If the pandemic made your back feel more sore than usual, moving more everyday may be important to help improve it.
Some people with back pain see immediate benefits from stretching.
Working from home in the long run could be better for your health, or it could also be worse. It depends on how your employer supports you.
Poor desk posture is pretty similar to the posture astronauts naturally adopt during spaceflight.
New international research shows one in four physiotherapists provide treatments that aren’t based on evidence. These treatments aren’t likely to cause harm, but they might waste patients’ time.
Billions of people already have ‘superhero powers’ like the ability to see things far away and summon their friends from far-flung locations. Next up? Enhanced physical abilities.
The over-medicalization of back pain is a global concern. New research in Canada shows that people with lower income as well as rural and remote dwellers are less likely to access physiotherapy care.
The four million Australians who suffer from mental illness have a shorter life expectancy.
There’s some evidence osteopathy can reduce the need for pain medications.
As the nation grapples with its opioid addiction epidemic, one solution for many with chronic joint pain and back pain could be physical therapy. But it’s often underutilized. Here’s why.
A recent series on low back pain by the global medical journal The Lancet shows doctors often overlook recommended treatments, such as advice to stay active and to exercise.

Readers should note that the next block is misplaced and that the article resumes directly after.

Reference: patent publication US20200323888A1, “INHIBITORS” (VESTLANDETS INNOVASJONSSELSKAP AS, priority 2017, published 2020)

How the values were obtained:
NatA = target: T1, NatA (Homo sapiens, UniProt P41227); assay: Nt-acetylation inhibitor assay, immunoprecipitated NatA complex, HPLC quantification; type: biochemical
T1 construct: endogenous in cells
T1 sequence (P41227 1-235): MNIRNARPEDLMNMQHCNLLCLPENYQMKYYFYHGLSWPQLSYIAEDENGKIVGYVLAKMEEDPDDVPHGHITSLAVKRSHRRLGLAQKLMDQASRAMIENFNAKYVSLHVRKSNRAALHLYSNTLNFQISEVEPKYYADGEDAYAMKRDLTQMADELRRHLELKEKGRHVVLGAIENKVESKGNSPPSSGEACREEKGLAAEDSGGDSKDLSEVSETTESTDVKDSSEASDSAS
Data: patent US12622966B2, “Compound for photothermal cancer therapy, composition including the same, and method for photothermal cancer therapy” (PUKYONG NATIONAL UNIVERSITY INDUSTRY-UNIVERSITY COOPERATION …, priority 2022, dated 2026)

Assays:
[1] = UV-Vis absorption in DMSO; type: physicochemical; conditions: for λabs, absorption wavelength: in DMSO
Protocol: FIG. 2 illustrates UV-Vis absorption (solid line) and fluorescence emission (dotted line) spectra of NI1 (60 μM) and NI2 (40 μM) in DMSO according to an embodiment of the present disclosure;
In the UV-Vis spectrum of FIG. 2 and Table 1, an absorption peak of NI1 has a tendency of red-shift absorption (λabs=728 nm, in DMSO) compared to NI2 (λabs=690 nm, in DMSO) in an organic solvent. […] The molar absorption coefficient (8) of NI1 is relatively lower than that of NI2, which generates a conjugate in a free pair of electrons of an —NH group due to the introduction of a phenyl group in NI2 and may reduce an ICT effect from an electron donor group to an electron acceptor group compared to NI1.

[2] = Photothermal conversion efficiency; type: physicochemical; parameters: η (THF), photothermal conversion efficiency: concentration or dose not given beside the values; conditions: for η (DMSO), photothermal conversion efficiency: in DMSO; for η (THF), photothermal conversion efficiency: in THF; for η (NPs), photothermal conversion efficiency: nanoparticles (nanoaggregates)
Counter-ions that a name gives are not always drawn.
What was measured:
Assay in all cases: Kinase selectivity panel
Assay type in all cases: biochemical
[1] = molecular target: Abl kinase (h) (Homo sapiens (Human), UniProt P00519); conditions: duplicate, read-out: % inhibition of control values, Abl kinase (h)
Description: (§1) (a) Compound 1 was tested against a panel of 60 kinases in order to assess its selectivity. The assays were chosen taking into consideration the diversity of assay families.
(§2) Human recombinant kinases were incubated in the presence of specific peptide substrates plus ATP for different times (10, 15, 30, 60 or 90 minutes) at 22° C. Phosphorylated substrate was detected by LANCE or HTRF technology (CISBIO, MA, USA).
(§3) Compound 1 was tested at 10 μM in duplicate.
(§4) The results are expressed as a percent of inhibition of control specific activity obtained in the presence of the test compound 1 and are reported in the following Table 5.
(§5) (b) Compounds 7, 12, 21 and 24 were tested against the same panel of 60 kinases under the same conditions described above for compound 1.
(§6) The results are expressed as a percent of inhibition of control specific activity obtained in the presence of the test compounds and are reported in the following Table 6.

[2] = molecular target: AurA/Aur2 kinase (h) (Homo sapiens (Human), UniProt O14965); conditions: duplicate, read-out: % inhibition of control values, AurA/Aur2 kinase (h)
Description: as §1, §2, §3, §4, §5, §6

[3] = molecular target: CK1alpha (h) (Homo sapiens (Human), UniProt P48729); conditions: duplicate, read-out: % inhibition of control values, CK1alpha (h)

OMT can reduce anxiety and improve self-care too.
A new study has found no evidence to suggest a link between carrying a heavy backpack and back pain in these age groups.
Australia’s complex and awkward system of workplace income support is a barrier to working with an illness or injury.
Trust Me I’m An Expert: The science of pain.
The Conversation58.7 MB (download)
Our podcast Trust Me, I'm An Expert, goes beyond the headlines and asks researchers to explain the evidence on issues making news. Today, we're talking pain and what science says about managing it.
Rates of spinal fusion surgery for back pain are on the rise. This is despite little evidence that it’s an effective procedure and studies showing many will have revision surgery within ten years.
Just 60 minutes a week can have a very positive effect.
Opioids should only be considered in limited circumstances for low back pain.
New research shows yoga can improve back and neck pain, but can put strain on the body in some poses.
Prescriptions of the drug pregabalin to treat sciatica have skyrocketed in recent years. But a new study shows it brings only side effects, and not relief for sufferers.